Much to the chagrin of many growers, the number of giant pumpkins competing this weekend at the Giant Pumpkin Festival in Elk Grove has diminished because of the drought.
Pumpkin growing requires plenty of water and some participants in the festival have chosen to let their lawns turn brown so they can give their prize pumpkins a little extra drink. “We removed our front yard and put in fake grass,” competitor Cindi Glaser said. “We have moved four or five times across the country looking for the perfect spot for growing pumpkins.”
CBS Sacramento reported that Cindi and her husband are fascinated by growing pumpkins. “There’s nothing that grows like a pumpkin. Face it, there’s nothing that grows 50 pounds a day,” Cindi points out. “You know, they start from a seed, they go to a little dinky plant. The next thing you know, it’s taking up a 50×50 area in your front yard.”
Unfortunately, due to the drought growing pumpkins has become more challenging. “We used more compost on top of our soil to try and hold moisture in. We changed our misters — dropped height from six feet to four so there wouldn’t be that much evaporation,” Cindi explained.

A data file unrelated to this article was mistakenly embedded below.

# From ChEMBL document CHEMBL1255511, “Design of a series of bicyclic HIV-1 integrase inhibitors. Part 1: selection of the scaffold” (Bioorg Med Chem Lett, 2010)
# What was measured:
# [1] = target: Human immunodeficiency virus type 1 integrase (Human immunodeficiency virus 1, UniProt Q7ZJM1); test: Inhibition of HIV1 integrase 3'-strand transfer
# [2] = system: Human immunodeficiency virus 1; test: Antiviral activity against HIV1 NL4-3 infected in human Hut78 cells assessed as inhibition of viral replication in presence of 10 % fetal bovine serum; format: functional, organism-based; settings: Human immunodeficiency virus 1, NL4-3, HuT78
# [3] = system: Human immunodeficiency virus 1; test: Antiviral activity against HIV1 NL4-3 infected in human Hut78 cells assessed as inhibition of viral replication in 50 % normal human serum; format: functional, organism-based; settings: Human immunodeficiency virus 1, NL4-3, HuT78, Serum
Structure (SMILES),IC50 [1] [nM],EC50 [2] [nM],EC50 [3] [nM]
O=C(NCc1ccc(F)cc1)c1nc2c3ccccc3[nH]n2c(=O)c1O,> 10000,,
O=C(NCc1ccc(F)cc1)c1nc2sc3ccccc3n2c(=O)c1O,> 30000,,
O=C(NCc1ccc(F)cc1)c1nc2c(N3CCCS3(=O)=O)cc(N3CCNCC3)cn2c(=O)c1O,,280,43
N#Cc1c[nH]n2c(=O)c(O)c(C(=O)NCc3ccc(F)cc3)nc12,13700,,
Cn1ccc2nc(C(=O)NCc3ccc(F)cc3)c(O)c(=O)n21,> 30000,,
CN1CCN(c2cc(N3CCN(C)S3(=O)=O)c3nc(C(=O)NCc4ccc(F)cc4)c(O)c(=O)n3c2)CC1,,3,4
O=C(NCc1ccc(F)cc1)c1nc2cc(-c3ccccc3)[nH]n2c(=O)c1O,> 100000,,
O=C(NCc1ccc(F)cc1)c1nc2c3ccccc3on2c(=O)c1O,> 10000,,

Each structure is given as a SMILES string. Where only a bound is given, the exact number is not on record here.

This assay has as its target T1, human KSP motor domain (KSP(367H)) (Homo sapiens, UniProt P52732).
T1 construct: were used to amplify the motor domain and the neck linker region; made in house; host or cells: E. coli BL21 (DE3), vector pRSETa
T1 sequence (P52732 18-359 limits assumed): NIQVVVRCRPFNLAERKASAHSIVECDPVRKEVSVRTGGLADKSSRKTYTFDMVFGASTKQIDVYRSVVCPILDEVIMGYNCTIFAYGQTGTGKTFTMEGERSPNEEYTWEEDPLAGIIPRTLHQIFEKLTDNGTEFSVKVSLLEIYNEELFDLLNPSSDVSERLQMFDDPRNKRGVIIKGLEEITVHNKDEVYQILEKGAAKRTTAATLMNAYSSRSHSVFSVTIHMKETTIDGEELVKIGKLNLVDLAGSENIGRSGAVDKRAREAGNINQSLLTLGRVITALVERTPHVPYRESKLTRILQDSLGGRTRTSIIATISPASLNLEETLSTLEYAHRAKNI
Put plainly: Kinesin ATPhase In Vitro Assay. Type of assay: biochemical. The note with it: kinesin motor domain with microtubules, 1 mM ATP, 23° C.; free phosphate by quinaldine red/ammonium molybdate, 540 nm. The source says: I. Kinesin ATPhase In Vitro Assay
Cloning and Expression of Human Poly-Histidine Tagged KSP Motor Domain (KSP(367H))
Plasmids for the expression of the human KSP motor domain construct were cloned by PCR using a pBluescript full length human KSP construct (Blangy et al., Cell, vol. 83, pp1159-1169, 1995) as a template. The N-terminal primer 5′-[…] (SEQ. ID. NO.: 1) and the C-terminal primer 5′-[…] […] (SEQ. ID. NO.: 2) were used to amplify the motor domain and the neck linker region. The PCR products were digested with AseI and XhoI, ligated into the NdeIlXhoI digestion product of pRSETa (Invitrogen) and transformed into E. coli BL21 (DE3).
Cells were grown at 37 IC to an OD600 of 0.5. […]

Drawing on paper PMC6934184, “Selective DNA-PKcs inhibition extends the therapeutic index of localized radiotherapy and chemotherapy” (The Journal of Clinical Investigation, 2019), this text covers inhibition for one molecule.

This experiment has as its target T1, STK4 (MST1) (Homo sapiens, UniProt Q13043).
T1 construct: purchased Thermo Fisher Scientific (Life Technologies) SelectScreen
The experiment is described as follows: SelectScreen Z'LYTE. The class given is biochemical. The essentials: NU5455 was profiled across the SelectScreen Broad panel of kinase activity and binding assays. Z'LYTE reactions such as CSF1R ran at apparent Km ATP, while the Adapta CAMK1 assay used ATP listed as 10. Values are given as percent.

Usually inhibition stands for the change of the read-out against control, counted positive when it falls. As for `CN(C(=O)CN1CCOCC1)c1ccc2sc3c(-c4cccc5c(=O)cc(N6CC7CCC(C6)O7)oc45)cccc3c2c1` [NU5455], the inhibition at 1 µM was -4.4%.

Jenn Taylor, the director of the Giant Pumpkin Festival in Elk Grove observed that it has been a tough year for growers like Cindi and her husband. “Usually we have right around a hundred pumpkins and this year we’re looking at about 35,” she said. Taylor says that it is sad because the growers are very passionate about their pumpkins.
In addition to it being sad, it also is costly. “We actually offer $6 a pound for the pumpkin and there’s prizes awards all over the country. And if you break world records, there’s awards everywhere,” Taylor said.
CBS reported that the California state record of 1,874.5 pound pumpkin was set last year with a pumpkin from Napa. Surprisingly, despite the reduced number of large pumpkins statewide, this year’s winning pumpkin set a new record with 1,928 pounds.